Employees typically respond negatively to decision-making authorities they do not trust, manifested in their being unwilling to support the authorities' decisions, the authorities, and the organization as a whole. Moreover, low trust in decision-making authorities tends to be self-perpetuating and therefore difficult to overturn or reverse. We consider when and why employees may respond relatively positively to organizational authorities they do not trust, and thereby begin to break the vicious cycle of low trust. Drawing on recent research, we suggest that employees react relatively positively to untrusted decision-making authorities when the authorities deliver favorable outcomes that are accompanied by fair processes. Moreover, favorable outcomes and fair processes have multiplicative effects: both are necessary to elicit relatively positive reactions to untrusted authorities, whereas either one alone is less likely to do so. We speculate that favorable outcomes and fair processes signal the extent to which previously untrusted authorities are seen as motivated and able to behave in a more trust-engendering way. Theoretical implications for the trust literature are discussed, as are directions for future research.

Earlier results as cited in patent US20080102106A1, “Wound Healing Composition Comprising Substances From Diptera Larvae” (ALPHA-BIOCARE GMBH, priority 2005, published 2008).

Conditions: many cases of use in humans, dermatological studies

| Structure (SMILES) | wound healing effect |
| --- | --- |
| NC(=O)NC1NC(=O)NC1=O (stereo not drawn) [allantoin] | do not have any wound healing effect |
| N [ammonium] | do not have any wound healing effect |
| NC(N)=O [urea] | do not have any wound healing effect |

Restoring trust in organizations and leaders: Enduring challenges and emerging answers, edited by
Oxford University Press, 2012.